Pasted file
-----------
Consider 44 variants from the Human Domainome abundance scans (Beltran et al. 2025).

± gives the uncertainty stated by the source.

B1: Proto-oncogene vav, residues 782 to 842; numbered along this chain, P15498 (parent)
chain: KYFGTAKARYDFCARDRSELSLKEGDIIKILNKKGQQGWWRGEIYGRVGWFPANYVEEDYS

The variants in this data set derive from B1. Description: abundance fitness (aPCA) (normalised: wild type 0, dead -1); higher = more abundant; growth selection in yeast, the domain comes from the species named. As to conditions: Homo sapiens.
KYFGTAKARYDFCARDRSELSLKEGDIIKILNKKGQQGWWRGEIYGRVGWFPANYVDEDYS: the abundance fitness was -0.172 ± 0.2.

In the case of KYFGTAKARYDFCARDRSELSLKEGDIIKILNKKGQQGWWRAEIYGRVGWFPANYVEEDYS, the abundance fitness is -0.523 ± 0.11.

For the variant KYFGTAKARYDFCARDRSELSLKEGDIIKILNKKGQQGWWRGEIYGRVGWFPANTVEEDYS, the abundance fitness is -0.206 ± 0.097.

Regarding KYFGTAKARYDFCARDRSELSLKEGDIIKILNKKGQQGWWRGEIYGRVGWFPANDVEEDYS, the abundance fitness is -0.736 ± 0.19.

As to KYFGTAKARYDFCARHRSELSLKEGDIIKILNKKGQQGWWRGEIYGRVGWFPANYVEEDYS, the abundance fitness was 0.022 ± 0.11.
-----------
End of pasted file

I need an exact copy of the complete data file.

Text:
Consider 44 variants from the Human Domainome abundance scans (Beltran et al. 2025).

± gives the uncertainty stated by the source.

B1: Proto-oncogene vav, residues 782 to 842; numbered along this chain, P15498 (parent)
chain: KYFGTAKARYDFCARDRSELSLKEGDIIKILNKKGQQGWWRGEIYGRVGWFPANYVEEDYS

The variants in this data set derive from B1. Description: abundance fitness (aPCA) (normalised: wild type 0, dead -1); higher = more abundant; growth selection in yeast, the domain comes from the species named. As to conditions: Homo sapiens.
KYFGTAKARYDFCARDRSELSLKEGDIIKILNKKGQQGWWRGEIYGRVGWFPANYVDEDYS: the abundance fitness was -0.172 ± 0.2.

In the case of KYFGTAKARYDFCARDRSELSLKEGDIIKILNKKGQQGWWRAEIYGRVGWFPANYVEEDYS, the abundance fitness is -0.523 ± 0.11.

For the variant KYFGTAKARYDFCARDRSELSLKEGDIIKILNKKGQQGWWRGEIYGRVGWFPANTVEEDYS, the abundance fitness is -0.206 ± 0.097.

Regarding KYFGTAKARYDFCARDRSELSLKEGDIIKILNKKGQQGWWRGEIYGRVGWFPANDVEEDYS, the abundance fitness is -0.736 ± 0.19.

As to KYFGTAKARYDFCARHRSELSLKEGDIIKILNKKGQQGWWRGEIYGRVGWFPANYVEEDYS, the abundance fitness was 0.022 ± 0.11.